High rates of sexually transmitted infections in HIV positive homosexual men: data from two community based cohorts
- Fengyi Jin1,
- Garrett P Prestage1,
- Iryna Zablotska2,
- Patrick Rawstorne2,
- Susan C Kippax2,
- Basil Donovan3,
- Philip H Cunningham4,
- David J Templeton5,
- John M Kaldor1,
- Andrew E Grulich1
- 1National Centre in HIV Epidemiology and Clinical Research, University of New South Wales, Australia
- 2National Centre in HIV Social Research, University of New South Wales, Australia
- 3Sydney Sexual Health Centre, Sydney Hospital, Sydney, Australia
- 4Centre for Immunology, St Vincent’s Hospital, Sydney, Australia
- 5Sexual Health Service, Sydney South West Area Health Service, New South Wales, Australia
- Correspondence to: Dr Fengyi Jin National Centre in HIV Epidemiology and Clinical Research, Level 2, 376 Victoria Street, Darlinghurst, NSW 2010, Australia;
- Accepted 29 May 2007
- Published Online First 7 June 2007
Background/objectives: Higher levels of sexual risk behaviours have been reported in HIV positive than in HIV negative homosexual men. In clinic based studies, higher rates of sexually transmitted infections (STIs) have also been reported. We compared rates of common STIs between HIV positive and HIV negative homosexual men from two ongoing community based cohort studies in Sydney, Australia.
Methods: Participants in the two cohorts were recruited using similar community based strategies. They were interviewed face to face annually after enrolment. Comprehensive sexual health screening, including hepatitis A and B, syphilis, gonorrhoea, and chlamydia (in urethra and anus) was offered to participants in both cohorts.
Results: In participants in the HIV positive cohort, 75% were hepatitis A seropositive, 56% had serological evidence of previous or current hepatitis B infection, and 24% had evidence of vaccination against hepatitis B infection. 19% of men tested positive for syphilis and 4% had evidence of recent infections. Compared with men in the HIV negative cohort, after adjustment for age, HIV positive participants had significantly higher prevalence of previous or current hepatitis B infection, syphilis, and anal gonorrhoea.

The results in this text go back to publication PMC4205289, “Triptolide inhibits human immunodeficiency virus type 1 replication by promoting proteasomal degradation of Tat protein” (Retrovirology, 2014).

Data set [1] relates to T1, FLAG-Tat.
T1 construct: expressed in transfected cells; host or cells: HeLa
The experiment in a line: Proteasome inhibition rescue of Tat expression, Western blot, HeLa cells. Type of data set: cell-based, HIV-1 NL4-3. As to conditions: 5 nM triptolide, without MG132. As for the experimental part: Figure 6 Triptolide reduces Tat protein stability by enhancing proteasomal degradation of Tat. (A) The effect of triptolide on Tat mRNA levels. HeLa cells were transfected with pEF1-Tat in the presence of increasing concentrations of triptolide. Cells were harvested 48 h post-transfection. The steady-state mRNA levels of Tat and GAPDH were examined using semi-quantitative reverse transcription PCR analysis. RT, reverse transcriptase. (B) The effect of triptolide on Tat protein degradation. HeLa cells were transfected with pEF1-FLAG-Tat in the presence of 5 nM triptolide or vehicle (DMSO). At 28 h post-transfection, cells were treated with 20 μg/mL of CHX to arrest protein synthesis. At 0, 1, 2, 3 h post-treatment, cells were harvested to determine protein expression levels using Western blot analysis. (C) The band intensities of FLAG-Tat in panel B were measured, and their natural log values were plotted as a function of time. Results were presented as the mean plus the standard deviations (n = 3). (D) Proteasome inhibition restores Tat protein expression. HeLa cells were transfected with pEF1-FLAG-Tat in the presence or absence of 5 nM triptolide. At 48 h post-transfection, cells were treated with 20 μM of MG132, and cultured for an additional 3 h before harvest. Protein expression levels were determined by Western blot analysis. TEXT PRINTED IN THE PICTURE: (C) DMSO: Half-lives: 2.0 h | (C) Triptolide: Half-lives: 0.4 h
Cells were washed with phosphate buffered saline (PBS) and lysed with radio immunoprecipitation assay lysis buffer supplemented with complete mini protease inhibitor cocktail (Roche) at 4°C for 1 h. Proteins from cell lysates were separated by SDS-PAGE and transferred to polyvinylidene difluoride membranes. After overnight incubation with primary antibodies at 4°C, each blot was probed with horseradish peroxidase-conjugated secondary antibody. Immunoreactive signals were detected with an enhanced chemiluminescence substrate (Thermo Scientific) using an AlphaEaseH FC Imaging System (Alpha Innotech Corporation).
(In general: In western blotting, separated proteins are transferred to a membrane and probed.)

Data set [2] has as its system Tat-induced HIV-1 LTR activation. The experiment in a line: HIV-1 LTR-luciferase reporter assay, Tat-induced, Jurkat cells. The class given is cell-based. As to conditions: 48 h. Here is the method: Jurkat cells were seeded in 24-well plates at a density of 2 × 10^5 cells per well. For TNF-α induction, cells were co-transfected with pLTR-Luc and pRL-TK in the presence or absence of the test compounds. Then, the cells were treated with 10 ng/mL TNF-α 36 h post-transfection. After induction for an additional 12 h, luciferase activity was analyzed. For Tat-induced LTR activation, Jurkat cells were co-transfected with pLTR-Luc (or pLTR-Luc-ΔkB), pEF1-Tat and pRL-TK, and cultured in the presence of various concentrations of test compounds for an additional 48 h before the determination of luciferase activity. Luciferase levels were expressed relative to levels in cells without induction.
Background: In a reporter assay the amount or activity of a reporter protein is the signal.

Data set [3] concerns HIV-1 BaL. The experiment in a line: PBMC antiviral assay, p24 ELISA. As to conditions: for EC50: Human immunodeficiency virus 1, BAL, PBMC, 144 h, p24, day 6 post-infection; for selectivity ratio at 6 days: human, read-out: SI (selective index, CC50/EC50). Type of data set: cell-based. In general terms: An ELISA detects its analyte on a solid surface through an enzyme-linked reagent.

Conclusion: This finding supports the need for frequent STI testing in HIV positive men to prevent morbidity and to decrease the risk of ongoing HIV transmission.
- EIA, enzyme immunoassay
- HIM, Health in Men
- pH, Positive Health
- SDA, strand displacement amplification
- STIs, sexually transmitted infections
Source of support: The National Centre in HIV Epidemiology and Clinical Research and the National Centre in HIV Social Research are funded by the Australian Government Department of Health and Ageing. The Health in Men Cohort study was funded by the National Institutes of Health, a component of the US Department of Health and Human Services (NIH/NIAID/DAIDS: HVDDT Award N01-AI-05395), the National Health and Medical Research Council in Australia (Project grant No 400944), the Australian Government Department of Health and Ageing (Canberra), and the New South Wales Health Department (Sydney). The Positive Health Cohort study was funded by the Australian Government Department of Health and Ageing (Canberra) and the New South Wales Health Department (Sydney). The materials for gonorrhoea and chlamydia testing were provided by Becton Dickinson Pty Ltd.
Conflict of interest: none.